NORFOLK, Va. (WAVY) — The man accused of kidnapping and murdering Ashanti Billie could now face a minimum of life in prison and possibly the death penalty after a new indictment handed down by a federal grand jury.
Eric Brian Brown, 46, who’s still considered incompetent to stand trial following a December 2017 psychological evaluation, was indicted Wednesday in Norfolk Federal Court on the charge of kidnapping resulting in death.
Brown previously had been charged with murder and kidnapping by local authorities in North Carolina, but the federal kidnapping resulting in death includes a mandatory minimum sentence of life in prison with the maximum sentence being death. The grand jury also charged Brown with assault resulting in serious bodily injury and theft, according to a release from the Department of Justice.
Brown, a retired Navy veteran, is accused of abducting Billie from Join Expeditionary Base Little Creek-Fort Story in Virginia Beach back in September 2017 and dumping her body in Charlotte, North Carolina. Authorities found Billie’s body 11 days after she disappeared, and an autopsy revealed she died of undetermined trauma.
Billie’s parents issued a statement on Thursday regarding the indictment:
We the parents of Ashanti Billie, Meltony and Brandy have been in constant communication with federal authorities throughout this investigation and we are pleased with the diligent work that they continue to do. From the beginning we understood that this would be a long and difficult process, however we remain vigilant and determined to see full and complete justice for the depraved individual that took our beautiful daughter from our family and the world. Yesterday’s indictment of Eric Brian Brown represents favorable movement but we remain watchful of the process until the end.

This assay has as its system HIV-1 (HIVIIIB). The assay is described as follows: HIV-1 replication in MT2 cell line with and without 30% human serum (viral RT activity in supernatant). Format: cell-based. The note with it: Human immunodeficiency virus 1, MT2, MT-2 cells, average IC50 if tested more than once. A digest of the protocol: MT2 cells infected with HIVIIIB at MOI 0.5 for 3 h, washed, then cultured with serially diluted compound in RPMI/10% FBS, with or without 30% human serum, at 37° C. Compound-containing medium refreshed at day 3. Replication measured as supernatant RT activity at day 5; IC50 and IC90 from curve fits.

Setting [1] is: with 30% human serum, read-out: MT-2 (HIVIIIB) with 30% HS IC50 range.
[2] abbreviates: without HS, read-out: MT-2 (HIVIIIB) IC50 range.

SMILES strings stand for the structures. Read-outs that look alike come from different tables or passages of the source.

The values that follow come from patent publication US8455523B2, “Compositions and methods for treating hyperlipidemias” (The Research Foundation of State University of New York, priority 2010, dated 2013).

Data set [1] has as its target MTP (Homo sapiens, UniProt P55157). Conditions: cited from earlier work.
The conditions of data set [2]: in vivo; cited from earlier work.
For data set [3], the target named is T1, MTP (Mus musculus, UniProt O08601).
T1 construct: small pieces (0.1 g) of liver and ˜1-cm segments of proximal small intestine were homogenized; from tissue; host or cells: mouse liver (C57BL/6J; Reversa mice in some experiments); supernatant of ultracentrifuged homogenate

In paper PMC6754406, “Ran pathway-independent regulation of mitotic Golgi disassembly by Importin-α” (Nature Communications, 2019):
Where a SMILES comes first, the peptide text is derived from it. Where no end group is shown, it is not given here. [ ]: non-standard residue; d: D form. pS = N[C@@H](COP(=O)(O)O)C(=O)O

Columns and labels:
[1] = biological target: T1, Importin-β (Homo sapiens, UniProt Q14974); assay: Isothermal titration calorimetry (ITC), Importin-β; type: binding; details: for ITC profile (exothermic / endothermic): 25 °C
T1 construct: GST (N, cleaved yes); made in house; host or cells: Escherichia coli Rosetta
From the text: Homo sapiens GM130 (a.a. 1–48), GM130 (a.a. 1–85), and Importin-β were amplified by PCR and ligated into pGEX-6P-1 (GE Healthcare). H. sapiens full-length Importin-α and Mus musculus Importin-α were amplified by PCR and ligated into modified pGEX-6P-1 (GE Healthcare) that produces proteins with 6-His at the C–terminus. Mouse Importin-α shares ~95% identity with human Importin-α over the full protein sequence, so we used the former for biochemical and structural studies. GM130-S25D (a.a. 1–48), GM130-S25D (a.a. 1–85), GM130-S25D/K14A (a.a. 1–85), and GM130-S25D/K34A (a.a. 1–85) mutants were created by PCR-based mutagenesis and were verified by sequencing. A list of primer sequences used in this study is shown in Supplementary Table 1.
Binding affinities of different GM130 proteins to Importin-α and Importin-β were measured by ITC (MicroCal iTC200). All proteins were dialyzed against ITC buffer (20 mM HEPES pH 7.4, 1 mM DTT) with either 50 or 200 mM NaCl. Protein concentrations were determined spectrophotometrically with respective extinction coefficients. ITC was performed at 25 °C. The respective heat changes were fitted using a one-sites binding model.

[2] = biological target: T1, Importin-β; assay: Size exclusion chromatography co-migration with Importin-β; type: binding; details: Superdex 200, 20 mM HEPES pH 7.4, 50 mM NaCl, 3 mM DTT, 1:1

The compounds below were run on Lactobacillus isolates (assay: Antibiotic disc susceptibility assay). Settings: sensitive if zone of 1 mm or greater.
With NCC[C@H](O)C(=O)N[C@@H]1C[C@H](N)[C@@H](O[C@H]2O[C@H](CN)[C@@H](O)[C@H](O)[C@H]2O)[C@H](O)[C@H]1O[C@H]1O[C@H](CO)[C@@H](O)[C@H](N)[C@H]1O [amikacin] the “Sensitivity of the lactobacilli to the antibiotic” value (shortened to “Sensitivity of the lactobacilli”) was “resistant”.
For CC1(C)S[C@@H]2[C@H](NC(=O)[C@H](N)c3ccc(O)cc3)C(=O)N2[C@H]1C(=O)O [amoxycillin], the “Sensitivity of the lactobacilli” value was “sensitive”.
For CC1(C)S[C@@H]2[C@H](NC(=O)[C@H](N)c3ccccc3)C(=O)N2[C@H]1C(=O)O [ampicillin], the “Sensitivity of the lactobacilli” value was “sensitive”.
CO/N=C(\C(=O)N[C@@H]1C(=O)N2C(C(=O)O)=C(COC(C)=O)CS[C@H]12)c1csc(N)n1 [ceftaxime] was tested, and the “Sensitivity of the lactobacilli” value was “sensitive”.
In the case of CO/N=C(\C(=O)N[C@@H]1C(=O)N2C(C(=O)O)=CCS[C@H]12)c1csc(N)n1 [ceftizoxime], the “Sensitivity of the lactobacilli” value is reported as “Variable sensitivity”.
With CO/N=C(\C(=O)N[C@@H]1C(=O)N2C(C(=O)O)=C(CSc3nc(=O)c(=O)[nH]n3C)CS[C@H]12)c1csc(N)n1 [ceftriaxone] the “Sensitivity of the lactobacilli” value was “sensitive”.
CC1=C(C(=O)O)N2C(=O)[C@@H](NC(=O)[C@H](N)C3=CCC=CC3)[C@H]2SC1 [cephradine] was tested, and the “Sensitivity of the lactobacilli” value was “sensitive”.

In response to Billie’s death, Virginia lawmakers passed HB 260 to create the Virginia Critically Missing Adult Alert Program and the “Ashanti Alert,” which notifies the public to missing adults that didn’t fit the criteria for AMBER (children) and Silver (senior citizens) alerts.
Rep. Scott Taylor also introduced a federal version of the bill in the U.S. House of Representatives in February. Though it passed the House in September, the U.S. Senate made a change to the bill before passing it on Dec. 6.
The bill will go back to the House one more time on Wednesday, where it’s expected to pass and head to President Trump’s desk.